Policing Black Men
Hardcover ISBN: 1595589058
"Cops, politicians, and ordinary people are afraid of black men. The result is the Chokehold: laws and practices that treat every African American man like a thug. In this explosive new book, an African American former federal prosecutor shows that the system is working exactly the way it's supposed to. Black men are always under watch, and police violence is widespread--all with the support of judges and politicians. In his no-holds-barred style, Butler, whose scholarship has been featured on 60 Minutes, uses new data to demonstrate that white men commit the majority of violent crime in the United States. For example, a white woman is ten times more likely to be raped by a white male acquaintance than be the victim of a violent crime perpetrated by a black man. Butler also frankly discusses the problem of black on black violence and how to keep communities safer--without relying as much on police. Chokehold powerfully demonstrates why current efforts to reform law enforcement will not create lasting change. Butler's controversial recommendations about how to crash the system, and when it's better for a black man to plead guilty--even if he's innocent--are sure to be game-changers in the national debate about policing, criminal justice, and race relations"--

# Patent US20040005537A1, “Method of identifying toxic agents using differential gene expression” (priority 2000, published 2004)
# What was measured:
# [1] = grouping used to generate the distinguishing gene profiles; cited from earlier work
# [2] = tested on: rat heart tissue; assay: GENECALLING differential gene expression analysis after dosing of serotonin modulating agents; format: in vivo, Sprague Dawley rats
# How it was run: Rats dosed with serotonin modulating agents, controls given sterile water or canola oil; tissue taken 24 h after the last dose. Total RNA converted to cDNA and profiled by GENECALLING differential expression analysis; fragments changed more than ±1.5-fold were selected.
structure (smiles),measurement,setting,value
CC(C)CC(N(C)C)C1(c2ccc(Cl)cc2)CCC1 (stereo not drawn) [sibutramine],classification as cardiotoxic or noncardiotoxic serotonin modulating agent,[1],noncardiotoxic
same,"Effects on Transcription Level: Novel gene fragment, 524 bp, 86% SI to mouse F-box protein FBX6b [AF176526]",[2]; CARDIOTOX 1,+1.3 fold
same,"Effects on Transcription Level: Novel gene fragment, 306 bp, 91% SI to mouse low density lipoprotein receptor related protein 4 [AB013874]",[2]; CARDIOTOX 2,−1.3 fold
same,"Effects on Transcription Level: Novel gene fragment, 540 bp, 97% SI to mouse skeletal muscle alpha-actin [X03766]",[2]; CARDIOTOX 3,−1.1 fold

The Blood of Emmett Till
Paperback ISBN: 1476714851
This extraordinary New York Times bestseller reexamines a pivotal event of the civil rights movement—the 1955 lynching of Emmett Till—“and demands that we do the one vital thing we aren’t often enough asked to do with history: learn from it” (The Atlantic). In 1955, white men in the Mississippi Delta lynched a fourteen-year-old from Chicago named Emmett Till. His murder was part of a wave of white terrorism in the wake of the 1954 Supreme Court decision that declared public school segregation unconstitutional. Only weeks later, Rosa Parks thought about young Emmett as she refused to move to the back of a city bus in Montgomery, Alabama. Five years later, Black students who called themselves “the Emmett Till generation” launched sit-in campaigns that turned the struggle for civil rights into a mass movement. Till’s lynching became the most notorious hate crime in American history. But what actually happened to Emmett Till—not the icon of injustice, but the flesh-and-blood boy? Part detective story, part political history, The Blood of Emmett Till “unfolds like a movie” (The Atlanta Journal-Constitution), drawing on a wealth of new evidence, including a shocking admission of Till’s innocence from the woman in whose name he was killed. “Jolting and powerful” (The Washington Post), the book “provides fresh insight into the way race has informed and deformed our democratic institutions” (Diane McWhorter, Pulitzer Prize–winning author of Carry Me Home) and “calls us to the cause of justice today” (Rev. Dr. William J. Barber, II, president of the North Carolina NAACP).
The Color of Water
A Black Man's Tribute To His White Mother
Paperback ISBN: 159448192x
A young African-American man describes growing up in an all-black Brooklyn housing project, one of twelve children of a white mother and black father, and discusses his mother's contributions to his life and coming to terms with his confusion over his own identity. Reissue.